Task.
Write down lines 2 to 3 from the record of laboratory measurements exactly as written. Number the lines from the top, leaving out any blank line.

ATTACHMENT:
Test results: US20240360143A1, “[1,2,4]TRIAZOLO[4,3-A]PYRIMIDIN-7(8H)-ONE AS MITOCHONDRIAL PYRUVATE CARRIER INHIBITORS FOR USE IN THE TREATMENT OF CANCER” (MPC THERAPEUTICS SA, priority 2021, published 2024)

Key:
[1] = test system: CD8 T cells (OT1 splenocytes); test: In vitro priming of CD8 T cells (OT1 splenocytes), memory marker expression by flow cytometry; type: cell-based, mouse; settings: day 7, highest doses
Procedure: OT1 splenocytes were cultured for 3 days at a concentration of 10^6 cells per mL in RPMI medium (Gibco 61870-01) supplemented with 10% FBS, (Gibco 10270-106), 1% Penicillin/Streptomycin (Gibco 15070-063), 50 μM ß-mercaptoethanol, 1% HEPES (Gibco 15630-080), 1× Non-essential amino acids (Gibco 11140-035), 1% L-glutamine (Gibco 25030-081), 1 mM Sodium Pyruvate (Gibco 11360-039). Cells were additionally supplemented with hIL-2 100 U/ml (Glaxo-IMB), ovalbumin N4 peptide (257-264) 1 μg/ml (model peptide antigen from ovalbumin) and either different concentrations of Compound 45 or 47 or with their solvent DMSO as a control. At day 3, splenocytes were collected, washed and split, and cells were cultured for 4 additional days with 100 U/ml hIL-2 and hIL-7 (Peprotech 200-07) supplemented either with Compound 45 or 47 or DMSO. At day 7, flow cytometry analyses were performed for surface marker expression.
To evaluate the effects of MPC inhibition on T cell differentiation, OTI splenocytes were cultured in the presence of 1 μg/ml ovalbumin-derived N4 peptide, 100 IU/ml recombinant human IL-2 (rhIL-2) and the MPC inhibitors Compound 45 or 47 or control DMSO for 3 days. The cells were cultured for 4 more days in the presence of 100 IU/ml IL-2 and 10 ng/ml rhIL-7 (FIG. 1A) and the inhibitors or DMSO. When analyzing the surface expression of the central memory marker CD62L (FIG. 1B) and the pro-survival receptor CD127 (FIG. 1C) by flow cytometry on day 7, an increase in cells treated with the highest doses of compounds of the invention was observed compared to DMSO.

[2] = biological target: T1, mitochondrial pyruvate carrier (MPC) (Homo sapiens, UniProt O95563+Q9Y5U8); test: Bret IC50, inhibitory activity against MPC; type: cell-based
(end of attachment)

Key:
[1] = test system: CD8 T cells (OT1 splenocytes); test: In vitro priming of CD8 T cells (OT1 splenocytes), memory marker expression by flow cytometry; type: cell-based, mouse; settings: day 7, highest doses